[Album Review] White Poppy- Natural Phenomena
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Release Date: June 23rd, 2015
Label: Not Not Fun Records

White Poppy (aka Crystal Dorval) writes, performs, records and produces her music herself. Granted, in this digital age of computers, programs and on-line tools this is hardly a rarity. Still, it is commendable given the complexity and richness of the sounds she comes up with. Furthermore, her latest effort, ‘Natural Phenomenon’, stands as evidence that she is simply getting better and better in all four areas (writing/performing/recording/producing).

One thing about this latest record is that Dorval sings less than on previous releases, by which I mean there are only two, maybe three, tracks that actually have lyrics (and even on these the singing is so distant and indistinct that the words are not discernible). Elsewhere there are some vocals (without words), but for the most part there are none. ‘Natural Phenomenon’ is, in essence, an instrumental album.

On the one hand, this is a shame because Dorval has a beautiful voice that can lend that angelic quality so favoured in the genre of dream pop. On the other hand, it underscores the fact that White Poppy isn’t really a dream pop artist at all – she is a painter of complex sonic landscapes, and vocals are merely another paint in her box. Vocals are not the subject matter — they are merely one of several tools used to create the subject matter. So, it isn’t a shame after all.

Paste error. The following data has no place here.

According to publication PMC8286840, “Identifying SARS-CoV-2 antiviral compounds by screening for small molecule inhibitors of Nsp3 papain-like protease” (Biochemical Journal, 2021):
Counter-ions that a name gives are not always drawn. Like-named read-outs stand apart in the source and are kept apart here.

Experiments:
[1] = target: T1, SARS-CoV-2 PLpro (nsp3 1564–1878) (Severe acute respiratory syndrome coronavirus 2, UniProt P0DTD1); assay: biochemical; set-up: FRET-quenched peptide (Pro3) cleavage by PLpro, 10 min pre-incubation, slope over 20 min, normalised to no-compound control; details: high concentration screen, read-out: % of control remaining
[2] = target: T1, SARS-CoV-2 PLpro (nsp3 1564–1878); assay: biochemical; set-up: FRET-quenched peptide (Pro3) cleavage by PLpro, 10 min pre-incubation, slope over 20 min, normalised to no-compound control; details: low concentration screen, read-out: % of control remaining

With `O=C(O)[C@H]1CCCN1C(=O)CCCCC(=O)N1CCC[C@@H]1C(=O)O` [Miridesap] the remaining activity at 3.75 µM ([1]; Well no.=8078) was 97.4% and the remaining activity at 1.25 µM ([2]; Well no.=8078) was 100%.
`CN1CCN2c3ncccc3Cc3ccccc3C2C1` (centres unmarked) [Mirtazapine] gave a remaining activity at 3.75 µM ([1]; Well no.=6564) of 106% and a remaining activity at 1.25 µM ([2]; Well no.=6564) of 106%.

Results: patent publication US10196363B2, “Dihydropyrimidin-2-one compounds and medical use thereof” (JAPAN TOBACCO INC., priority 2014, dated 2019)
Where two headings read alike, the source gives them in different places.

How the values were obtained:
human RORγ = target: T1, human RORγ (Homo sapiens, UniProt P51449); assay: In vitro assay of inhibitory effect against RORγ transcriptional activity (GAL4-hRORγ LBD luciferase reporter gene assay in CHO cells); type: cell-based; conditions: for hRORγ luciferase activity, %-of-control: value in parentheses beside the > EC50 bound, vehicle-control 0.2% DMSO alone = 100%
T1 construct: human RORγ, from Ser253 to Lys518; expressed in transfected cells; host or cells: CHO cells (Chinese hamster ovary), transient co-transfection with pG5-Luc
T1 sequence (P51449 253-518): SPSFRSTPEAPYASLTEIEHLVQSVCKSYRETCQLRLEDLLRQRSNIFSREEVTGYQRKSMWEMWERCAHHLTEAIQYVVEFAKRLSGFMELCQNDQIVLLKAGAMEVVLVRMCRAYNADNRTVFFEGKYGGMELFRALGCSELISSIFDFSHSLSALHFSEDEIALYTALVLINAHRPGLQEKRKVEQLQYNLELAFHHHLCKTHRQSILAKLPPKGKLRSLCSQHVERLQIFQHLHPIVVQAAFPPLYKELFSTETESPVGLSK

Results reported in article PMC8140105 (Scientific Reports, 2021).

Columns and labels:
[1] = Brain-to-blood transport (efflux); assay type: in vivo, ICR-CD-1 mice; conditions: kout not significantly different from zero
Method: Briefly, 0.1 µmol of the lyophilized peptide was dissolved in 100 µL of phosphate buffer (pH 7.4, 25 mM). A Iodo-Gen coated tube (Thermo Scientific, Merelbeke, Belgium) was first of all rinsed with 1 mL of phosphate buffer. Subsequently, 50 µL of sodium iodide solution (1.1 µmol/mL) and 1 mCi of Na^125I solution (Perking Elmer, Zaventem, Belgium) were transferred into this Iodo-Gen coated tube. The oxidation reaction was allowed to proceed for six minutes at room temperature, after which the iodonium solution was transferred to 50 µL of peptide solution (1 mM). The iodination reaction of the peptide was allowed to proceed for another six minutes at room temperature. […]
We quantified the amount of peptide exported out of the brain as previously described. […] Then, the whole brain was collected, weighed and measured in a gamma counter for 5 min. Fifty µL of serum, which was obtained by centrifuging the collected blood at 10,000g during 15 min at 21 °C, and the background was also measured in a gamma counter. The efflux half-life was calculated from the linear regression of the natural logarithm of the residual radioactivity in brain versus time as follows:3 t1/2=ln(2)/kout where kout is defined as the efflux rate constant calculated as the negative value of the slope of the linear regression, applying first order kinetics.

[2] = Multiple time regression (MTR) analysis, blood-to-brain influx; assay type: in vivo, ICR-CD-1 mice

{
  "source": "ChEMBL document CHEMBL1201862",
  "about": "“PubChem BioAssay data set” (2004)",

Although there are some elements of ambience in her music, most of her brush strokes are too broad and bold to fit that description. The songs are composed of intricate layers, and some of those layers may contain subtle, even gentle, sounds. However, there is a solid and purposeful rhythm at the core of each track, acting as an anchor to prevent any of the musical elements from being blown away in the wind. “Wild Mind”, for example, has a resounding percussive centre, around which guitars dance and swirl but never float away. Similarly, “Arctic Rose” has a rich and deep bass sound, which, along with some ‘clacking’ drums, forms the underpinning.

Dorval’s instrument of choice is the guitar, although her use of pedals, distortion and other processing can often make it difficult to recognize the sound produced as coming from a guitar. It does, however, make for a wide variety of textures and moods. On the standout track “Confusion” a jangly guitar plays high up in the rich and complex mix, providing a joyful and uplifting dimension. Echoing and overlapping guitar passages swirl around the tune in “Exotic Realms” creating a hypnotic, dizzying effect. A heavily distorted, near-metal, guitar introduces both the central melody and the rhythmic base to the song “Sublimity”.

Dorval is not blind to the dark facets of life and so shadows dance around the corners of ‘Natural Phenomenon’, reflective of emotions such as fear, regret and grief. She is, however, an optimist, and there is always a guitar (sometimes more than one) shining a hopeful light on affairs. It may not exactly be a spiritual experience (unless you choose it to be), but the emotional take-away is almost as satisfying as the musical one.